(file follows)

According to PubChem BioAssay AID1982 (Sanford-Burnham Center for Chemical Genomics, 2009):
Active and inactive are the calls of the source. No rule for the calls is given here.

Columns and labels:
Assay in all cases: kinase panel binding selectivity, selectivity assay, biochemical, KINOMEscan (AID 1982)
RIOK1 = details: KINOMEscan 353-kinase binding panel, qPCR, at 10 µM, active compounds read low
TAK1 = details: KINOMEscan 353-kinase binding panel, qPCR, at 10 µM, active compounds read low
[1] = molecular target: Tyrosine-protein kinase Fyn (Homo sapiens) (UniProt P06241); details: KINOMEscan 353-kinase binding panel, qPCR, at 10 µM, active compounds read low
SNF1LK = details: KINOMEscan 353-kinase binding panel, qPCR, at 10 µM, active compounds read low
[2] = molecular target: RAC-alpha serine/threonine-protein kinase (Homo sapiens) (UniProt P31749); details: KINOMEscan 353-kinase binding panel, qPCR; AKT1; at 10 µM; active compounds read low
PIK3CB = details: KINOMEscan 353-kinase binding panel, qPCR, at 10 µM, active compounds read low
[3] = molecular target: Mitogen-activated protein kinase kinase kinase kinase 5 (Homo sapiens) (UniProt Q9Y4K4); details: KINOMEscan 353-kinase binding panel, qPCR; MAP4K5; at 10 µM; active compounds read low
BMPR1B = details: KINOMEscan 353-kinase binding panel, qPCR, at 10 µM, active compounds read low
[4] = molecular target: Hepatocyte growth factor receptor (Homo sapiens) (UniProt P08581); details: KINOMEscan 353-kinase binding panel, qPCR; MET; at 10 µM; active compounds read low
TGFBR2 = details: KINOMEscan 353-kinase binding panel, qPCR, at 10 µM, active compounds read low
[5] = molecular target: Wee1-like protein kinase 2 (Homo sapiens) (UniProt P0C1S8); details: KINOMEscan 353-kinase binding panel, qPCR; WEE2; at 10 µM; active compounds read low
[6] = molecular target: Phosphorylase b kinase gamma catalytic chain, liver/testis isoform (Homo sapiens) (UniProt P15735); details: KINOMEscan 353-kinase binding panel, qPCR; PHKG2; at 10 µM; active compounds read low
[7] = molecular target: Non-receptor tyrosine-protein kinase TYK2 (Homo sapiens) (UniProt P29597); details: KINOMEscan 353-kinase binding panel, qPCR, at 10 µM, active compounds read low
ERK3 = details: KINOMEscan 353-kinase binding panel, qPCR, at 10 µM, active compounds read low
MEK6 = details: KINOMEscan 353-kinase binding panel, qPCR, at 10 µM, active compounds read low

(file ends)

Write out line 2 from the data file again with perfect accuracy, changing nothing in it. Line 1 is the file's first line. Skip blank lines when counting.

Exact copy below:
Active and inactive are the calls of the source. No rule for the calls is given here.